This resistance prohibits my healing. I am not honoring my story by ignoring its existence all together. The moment I feel my breath stop,  I am given an opportunity to choose differently. I can see that I am in a triggered state of fear and ask for a pause in the conversation. I can choose a different mantra in that quiet moment that acknowledges my experience and the recovery work I’ve done over the past several years. I can pay attention to my surroundings and remember that I am in a present moment that is a far distance from the past. I can look my boyfriend in the eye and use that point of connection to see that he is not my ex-husband and I too am not the version of myself that existed years ago. I have recovery. I can take the pause to remind myself that I do trust myself and that foundation exists so I can take risks in trusting others. I can be gentle with myself and remember that I am worthy of love and loving if I love myself and give myself permission to love myself in that moment. And at a minimum, I can remember to breathe and let each inhale and exhale slow my brain and relax the frozen limbs of my body.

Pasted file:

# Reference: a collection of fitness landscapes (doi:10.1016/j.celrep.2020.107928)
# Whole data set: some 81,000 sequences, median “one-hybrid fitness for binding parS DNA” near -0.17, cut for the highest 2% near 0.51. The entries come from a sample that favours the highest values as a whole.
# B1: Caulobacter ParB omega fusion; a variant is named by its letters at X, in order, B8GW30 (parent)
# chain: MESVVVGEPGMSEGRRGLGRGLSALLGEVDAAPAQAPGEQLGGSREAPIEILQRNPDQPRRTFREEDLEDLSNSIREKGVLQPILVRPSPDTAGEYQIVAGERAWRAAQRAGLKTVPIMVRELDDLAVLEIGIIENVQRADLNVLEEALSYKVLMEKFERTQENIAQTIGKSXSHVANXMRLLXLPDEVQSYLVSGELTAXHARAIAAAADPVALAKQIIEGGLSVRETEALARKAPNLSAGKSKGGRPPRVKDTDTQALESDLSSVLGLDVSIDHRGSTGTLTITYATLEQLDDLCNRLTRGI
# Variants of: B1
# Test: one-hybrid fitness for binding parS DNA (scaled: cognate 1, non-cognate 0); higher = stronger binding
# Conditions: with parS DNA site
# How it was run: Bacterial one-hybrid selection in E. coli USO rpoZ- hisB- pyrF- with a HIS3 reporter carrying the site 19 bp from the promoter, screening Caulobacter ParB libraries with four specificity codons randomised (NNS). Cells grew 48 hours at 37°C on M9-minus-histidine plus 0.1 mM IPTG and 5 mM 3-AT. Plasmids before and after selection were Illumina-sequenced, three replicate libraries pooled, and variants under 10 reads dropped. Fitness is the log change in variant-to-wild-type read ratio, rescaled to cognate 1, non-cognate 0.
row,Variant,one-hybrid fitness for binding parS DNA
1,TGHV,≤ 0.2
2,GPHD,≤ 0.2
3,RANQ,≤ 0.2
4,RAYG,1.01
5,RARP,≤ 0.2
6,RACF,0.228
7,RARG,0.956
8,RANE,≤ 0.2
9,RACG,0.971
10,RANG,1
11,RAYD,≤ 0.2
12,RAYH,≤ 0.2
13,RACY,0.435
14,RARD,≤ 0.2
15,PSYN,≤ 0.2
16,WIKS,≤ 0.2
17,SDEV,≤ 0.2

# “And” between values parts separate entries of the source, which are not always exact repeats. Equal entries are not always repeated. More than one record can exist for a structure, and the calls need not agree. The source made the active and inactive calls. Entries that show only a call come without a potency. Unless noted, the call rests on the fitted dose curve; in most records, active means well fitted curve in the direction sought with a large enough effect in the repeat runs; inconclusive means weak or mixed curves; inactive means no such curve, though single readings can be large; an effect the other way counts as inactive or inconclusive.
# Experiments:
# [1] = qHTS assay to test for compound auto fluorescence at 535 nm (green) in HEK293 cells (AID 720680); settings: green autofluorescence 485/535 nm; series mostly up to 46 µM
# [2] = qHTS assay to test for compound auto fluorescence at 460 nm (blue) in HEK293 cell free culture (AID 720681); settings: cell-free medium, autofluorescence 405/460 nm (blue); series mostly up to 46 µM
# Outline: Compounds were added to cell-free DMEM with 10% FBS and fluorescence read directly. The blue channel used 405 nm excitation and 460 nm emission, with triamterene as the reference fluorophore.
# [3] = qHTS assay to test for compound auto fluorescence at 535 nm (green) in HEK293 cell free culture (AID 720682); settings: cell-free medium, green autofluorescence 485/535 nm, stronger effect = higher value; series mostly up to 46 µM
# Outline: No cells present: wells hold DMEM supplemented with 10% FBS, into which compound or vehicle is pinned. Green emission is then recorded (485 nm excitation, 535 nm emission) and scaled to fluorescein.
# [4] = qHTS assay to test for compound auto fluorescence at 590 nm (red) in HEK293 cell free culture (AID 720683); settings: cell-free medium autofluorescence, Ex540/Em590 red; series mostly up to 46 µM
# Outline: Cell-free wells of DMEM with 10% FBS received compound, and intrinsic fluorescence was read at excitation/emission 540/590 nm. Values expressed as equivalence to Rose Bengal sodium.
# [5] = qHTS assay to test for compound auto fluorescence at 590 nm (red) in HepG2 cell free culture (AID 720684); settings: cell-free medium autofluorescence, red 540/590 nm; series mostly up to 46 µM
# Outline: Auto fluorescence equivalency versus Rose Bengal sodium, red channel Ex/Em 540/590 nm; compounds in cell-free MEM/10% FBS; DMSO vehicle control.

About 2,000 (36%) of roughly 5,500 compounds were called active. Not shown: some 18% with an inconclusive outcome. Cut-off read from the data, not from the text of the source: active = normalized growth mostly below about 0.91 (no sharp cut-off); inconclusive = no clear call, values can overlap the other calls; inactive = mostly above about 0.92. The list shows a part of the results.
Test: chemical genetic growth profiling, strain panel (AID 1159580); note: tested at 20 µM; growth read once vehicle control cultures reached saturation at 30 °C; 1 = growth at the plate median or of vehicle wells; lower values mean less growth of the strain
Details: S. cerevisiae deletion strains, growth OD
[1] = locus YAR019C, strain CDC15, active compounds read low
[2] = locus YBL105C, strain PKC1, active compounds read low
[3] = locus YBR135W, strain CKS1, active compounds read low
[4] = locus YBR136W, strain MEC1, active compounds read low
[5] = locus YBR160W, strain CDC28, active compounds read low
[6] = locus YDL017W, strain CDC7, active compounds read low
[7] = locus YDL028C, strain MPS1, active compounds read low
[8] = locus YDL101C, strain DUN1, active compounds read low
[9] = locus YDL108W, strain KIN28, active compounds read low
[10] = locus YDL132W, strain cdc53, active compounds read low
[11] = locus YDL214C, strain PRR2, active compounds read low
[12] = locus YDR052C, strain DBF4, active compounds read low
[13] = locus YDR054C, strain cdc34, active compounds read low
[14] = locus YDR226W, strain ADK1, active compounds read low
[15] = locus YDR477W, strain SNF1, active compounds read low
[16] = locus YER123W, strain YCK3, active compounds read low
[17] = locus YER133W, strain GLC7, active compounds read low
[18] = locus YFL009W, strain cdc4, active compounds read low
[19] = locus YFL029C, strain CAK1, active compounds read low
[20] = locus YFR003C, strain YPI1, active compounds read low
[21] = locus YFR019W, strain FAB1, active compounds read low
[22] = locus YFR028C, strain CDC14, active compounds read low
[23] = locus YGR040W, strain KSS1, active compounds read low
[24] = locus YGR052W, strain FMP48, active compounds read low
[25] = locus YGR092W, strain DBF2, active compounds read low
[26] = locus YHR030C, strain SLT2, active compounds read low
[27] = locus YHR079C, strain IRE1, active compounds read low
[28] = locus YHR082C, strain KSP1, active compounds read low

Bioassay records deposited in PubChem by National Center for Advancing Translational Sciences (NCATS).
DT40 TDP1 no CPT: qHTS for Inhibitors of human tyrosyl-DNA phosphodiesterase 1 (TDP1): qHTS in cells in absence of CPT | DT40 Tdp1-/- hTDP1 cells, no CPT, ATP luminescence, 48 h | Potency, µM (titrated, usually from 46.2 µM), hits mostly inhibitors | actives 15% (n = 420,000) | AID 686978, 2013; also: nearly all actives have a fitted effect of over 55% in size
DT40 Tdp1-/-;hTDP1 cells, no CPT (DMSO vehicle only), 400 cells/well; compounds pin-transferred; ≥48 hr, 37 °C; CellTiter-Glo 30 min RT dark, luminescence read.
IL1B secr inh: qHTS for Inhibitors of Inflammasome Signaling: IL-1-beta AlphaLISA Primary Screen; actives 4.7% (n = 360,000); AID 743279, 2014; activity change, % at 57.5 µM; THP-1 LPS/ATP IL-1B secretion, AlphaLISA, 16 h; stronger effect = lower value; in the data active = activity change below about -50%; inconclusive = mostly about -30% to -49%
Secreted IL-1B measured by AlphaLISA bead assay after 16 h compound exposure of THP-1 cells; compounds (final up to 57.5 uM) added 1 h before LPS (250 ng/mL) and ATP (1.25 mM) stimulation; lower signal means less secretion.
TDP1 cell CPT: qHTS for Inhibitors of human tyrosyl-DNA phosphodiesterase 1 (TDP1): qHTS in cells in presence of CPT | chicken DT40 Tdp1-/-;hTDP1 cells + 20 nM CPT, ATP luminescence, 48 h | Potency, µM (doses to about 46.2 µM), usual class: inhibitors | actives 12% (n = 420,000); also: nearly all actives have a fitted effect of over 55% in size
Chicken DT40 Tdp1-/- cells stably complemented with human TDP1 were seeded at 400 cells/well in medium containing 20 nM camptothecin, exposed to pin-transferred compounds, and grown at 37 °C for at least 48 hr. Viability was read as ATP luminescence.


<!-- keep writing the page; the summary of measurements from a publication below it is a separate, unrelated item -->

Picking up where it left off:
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I Choose What to See (Sort of)

I recognized almost immediately following my ex-husband’s arrest that I would need help navigating my path into whatever future version of life would unfold. I sought a therapist to support my journey and was shocked to find two things.

  1. Every therapist discussed divorce in my initial meeting. This robbed me of my agency to know what decision was best for me and superimposed a timeline that ignored every personal value in favor of something that was societally comfortable.
  2. “What weren’t you seeing?” was the most prominent question across every conversation with a therapist. This had a hidden undertone that there were signs that existed that I had willingly and consciously tuned out of my vision. I believe things are revealed to us when we are ready. We don’t need to be on a vigilant hunt.

Neither of these were helpful. Eventually I chose someone who supported my own discovery and unfolding of the first point, but who pushed me to think through the second often and early.

While I am an advocate for understanding my side of the street, a 12-stepper phrase that symbolizes my responsibility in any situation, doing so early on in the grieving process did not serve me as a client. It is not exactly like asking “what did you do to cause this?,” but it felt that way. It created a deep doubt in myself to be witness to my own experience.